Biometrics enables comms and contactless payment
Today, practically any everyday object can be enriched with smart functions to make life easier. Using system solutions from Infineon, Deed, a deep tech startup from Turin, Italy, has been able to create a screenless yet feature-rich wearable. The get bracelet interprets human gestures and uses biometric data to pick up a call or to make payments.
“Semiconductor solutions from Infineon are at the heart of digital transformation and IoT innovation. They are the link between the real and the digital world”, said Thomas Rosteck, Division President Connected Secure Systems. “Infineon’s wide-angled commitment and easy-to-integrate IoT solutions give start-ups and developers the hardware and software they need to succeed. We let them concentrate solely on their products and accelerate the time-to-market of innovative offerings.”
At the core of get is a system consisting of components from Infineon that enable the wearable with connectivity, computing, sensing and security capabilities. SECORA Connect empowers the bracelet with the payment functionality based on low power consumption to achieve the longest possible battery life for the consumer.
The XENSIVMEMS technology is the basis for the calling experience by providing high-fidelity voice recording during phone calls. The PSoC 6 microcontroller family utilises a high performance dual-core M4/M0 architecture. Paired with Infineon’s AIROC WiFi and Bluetooth Combos, it is well suited for secured, low-power, feature-rich IoT products.
“We wanted to build get as the next leap into wearable evolution,” said Edoardo Parini, CEO and founder of DEED. “The bracelet offers pioneering features, with new and higher security standards, unique ID acquisition method for contactless payment and a revolutionary, screenless user experience. It is the perfect bridge between ‘you‘ and ‘your’ digital-self.”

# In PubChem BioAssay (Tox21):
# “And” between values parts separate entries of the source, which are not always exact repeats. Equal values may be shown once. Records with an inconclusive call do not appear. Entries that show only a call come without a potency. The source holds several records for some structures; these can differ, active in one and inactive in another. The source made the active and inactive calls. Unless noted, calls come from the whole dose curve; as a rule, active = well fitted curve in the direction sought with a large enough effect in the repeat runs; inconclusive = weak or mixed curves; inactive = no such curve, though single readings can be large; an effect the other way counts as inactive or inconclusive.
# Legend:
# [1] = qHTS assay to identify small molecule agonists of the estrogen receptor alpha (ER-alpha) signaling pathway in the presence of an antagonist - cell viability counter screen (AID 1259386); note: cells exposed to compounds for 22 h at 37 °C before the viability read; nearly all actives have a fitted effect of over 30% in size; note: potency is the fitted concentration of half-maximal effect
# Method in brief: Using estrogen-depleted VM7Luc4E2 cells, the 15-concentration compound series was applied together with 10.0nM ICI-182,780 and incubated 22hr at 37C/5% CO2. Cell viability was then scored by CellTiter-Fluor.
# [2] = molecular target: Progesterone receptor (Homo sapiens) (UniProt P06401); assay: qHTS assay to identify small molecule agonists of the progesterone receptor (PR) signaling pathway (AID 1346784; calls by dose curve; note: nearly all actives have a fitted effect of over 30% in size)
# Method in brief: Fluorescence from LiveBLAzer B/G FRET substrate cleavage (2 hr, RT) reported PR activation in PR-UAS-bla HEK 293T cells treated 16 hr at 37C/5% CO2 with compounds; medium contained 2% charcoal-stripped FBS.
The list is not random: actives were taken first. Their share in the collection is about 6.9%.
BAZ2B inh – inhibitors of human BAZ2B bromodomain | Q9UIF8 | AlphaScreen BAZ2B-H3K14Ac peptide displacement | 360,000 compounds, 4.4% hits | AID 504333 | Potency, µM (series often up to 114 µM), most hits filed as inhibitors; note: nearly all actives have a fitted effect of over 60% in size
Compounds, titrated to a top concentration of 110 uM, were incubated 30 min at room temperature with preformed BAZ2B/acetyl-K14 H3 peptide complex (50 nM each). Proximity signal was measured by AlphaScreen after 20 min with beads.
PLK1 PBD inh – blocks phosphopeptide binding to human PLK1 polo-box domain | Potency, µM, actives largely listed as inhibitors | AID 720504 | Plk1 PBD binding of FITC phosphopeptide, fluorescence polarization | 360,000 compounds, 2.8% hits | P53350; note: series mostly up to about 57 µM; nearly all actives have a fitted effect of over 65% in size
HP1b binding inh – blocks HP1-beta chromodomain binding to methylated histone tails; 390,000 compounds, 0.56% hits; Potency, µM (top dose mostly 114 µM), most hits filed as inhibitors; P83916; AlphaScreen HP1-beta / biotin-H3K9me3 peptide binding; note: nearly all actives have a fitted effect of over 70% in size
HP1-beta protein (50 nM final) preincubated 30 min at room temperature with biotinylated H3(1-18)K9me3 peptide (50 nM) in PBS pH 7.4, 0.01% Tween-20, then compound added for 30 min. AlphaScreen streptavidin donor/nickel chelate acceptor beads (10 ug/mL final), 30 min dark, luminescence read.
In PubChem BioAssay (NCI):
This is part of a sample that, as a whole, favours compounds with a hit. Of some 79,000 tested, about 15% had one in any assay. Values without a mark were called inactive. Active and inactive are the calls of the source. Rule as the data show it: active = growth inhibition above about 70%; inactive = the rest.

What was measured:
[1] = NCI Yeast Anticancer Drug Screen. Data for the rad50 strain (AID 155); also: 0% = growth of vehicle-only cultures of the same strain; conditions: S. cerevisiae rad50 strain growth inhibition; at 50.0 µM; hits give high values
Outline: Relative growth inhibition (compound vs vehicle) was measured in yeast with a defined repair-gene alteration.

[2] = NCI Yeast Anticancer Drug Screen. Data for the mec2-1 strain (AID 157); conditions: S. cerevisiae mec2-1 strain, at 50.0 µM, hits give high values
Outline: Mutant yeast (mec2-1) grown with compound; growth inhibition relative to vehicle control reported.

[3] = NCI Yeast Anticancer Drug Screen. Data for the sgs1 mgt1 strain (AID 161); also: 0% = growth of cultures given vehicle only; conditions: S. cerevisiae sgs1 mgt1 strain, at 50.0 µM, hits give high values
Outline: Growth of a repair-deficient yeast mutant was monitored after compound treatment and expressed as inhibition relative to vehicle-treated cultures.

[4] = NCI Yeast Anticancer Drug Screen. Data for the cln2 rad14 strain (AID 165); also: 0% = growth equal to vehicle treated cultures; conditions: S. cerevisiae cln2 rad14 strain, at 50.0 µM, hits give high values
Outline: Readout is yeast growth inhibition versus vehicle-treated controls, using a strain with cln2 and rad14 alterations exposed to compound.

Patented techniques allow the creation of a seamless, ultralight and water resistant wearable made up of several layers of high-tech fabrics. Inside there is a rigid-flex printed circuit board (PCB). The intuitive human machine interface (HMI) allows for the most natural way to operate the wearable without having to swipe on screens or touch any display.
Motion sensors with artificial intelligence (AI), for gesture recognition allow to interpret human gestures, for example, to pick up a call, to check the time or to make payments. Consumers can use it to listen to audio or answer calls by holding their finger to their ear by ‘wrist bone conduction’, sending the sound through the body to the inner ear. Contactless payments can be released after individual electrocardiogram-based biometric identification. Besides that the bracelet also allows fitness and health monitoring.